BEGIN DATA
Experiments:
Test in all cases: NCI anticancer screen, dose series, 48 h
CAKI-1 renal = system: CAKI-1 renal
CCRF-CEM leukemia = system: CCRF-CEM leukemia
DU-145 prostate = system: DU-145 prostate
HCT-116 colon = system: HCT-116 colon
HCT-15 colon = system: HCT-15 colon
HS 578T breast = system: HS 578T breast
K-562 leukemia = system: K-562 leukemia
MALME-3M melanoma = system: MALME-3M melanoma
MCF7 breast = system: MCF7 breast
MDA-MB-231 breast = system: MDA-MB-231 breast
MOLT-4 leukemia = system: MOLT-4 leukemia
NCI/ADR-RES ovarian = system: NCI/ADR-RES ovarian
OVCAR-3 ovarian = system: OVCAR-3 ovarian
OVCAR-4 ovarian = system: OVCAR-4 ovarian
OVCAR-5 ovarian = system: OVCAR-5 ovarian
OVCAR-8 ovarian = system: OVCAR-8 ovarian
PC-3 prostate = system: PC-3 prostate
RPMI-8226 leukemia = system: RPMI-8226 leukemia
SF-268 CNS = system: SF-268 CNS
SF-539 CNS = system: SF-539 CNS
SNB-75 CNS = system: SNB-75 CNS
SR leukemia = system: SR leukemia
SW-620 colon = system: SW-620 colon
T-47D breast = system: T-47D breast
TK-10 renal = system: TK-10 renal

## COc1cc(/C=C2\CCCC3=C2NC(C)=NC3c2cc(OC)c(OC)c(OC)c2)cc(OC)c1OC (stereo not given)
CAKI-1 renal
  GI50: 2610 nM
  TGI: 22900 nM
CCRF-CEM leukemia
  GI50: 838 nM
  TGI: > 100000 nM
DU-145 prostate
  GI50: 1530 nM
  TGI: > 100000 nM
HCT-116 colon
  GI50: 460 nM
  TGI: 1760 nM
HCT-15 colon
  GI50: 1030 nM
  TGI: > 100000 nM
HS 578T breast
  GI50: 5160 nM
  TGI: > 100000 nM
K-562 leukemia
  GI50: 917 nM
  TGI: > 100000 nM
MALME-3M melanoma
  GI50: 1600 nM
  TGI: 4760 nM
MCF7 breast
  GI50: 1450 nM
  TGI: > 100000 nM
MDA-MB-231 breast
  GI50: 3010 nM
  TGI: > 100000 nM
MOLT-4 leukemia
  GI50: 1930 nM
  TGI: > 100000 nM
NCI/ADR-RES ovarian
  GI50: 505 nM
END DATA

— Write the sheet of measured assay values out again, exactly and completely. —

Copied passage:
Experiments:
Test in all cases: NCI anticancer screen, dose series, 48 h
CAKI-1 renal = system: CAKI-1 renal
CCRF-CEM leukemia = system: CCRF-CEM leukemia
DU-145 prostate = system: DU-145 prostate
HCT-116 colon = system: HCT-116 colon
HCT-15 colon = system: HCT-15 colon
HS 578T breast = system: HS 578T breast
K-562 leukemia = system: K-562 leukemia
MALME-3M melanoma = system: MALME-3M melanoma
MCF7 breast = system: MCF7 breast
MDA-MB-231 breast = system: MDA-MB-231 breast
MOLT-4 leukemia = system: MOLT-4 leukemia
NCI/ADR-RES ovarian = system: NCI/ADR-RES ovarian
OVCAR-3 ovarian = system: OVCAR-3 ovarian
OVCAR-4 ovarian = system: OVCAR-4 ovarian
OVCAR-5 ovarian = system: OVCAR-5 ovarian
OVCAR-8 ovarian = system: OVCAR-8 ovarian
PC-3 prostate = system: PC-3 prostate
RPMI-8226 leukemia = system: RPMI-8226 leukemia
SF-268 CNS = system: SF-268 CNS
SF-539 CNS = system: SF-539 CNS
SNB-75 CNS = system: SNB-75 CNS
SR leukemia = system: SR leukemia
SW-620 colon = system: SW-620 colon
T-47D breast = system: T-47D breast
TK-10 renal = system: TK-10 renal

## COc1cc(/C=C2\CCCC3=C2NC(C)=NC3c2cc(OC)c(OC)c(OC)c2)cc(OC)c1OC (stereo not given)
CAKI-1 renal
  GI50: 2610 nM
  TGI: 22900 nM
CCRF-CEM leukemia
  GI50: 838 nM
  TGI: > 100000 nM
DU-145 prostate
  GI50: 1530 nM
  TGI: > 100000 nM
HCT-116 colon
  GI50: 460 nM
  TGI: 1760 nM
HCT-15 colon
  GI50: 1030 nM
  TGI: > 100000 nM
HS 578T breast
  GI50: 5160 nM
  TGI: > 100000 nM
K-562 leukemia
  GI50: 917 nM
  TGI: > 100000 nM
MALME-3M melanoma
  GI50: 1600 nM
  TGI: 4760 nM
MCF7 breast
  GI50: 1450 nM
  TGI: > 100000 nM
MDA-MB-231 breast
  GI50: 3010 nM
  TGI: > 100000 nM
MOLT-4 leukemia
  GI50: 1930 nM
  TGI: > 100000 nM
NCI/ADR-RES ovarian
  GI50: 505 nM